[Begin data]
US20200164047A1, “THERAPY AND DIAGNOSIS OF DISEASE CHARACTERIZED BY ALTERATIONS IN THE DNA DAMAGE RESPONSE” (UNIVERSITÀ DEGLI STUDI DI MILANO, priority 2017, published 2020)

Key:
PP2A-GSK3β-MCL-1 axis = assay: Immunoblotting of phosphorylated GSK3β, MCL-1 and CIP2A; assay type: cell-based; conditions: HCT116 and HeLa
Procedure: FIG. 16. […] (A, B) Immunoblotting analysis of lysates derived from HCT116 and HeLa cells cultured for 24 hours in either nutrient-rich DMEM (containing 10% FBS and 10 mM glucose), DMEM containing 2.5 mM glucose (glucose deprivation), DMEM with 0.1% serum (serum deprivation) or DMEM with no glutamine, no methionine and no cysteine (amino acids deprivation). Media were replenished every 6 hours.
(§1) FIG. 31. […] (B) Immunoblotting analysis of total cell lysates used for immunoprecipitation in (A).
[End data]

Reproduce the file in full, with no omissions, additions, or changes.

US20200164047A1, “THERAPY AND DIAGNOSIS OF DISEASE CHARACTERIZED BY ALTERATIONS IN THE DNA DAMAGE RESPONSE” (UNIVERSITÀ DEGLI STUDI DI MILANO, priority 2017, published 2020)

Key:
PP2A-GSK3β-MCL-1 axis = assay: Immunoblotting of phosphorylated GSK3β, MCL-1 and CIP2A; assay type: cell-based; conditions: HCT116 and HeLa
Procedure: FIG. 16. […] (A, B) Immunoblotting analysis of lysates derived from HCT116 and HeLa cells cultured for 24 hours in either nutrient-rich DMEM (containing 10% FBS and 10 mM glucose), DMEM containing 2.5 mM glucose (glucose deprivation), DMEM with 0.1% serum (serum deprivation) or DMEM with no glutamine, no methionine and no cysteine (amino acids deprivation). Media were replenished every 6 hours.
(§1) FIG. 31. […] (B) Immunoblotting analysis of total cell lysates used for immunoprecipitation in (A).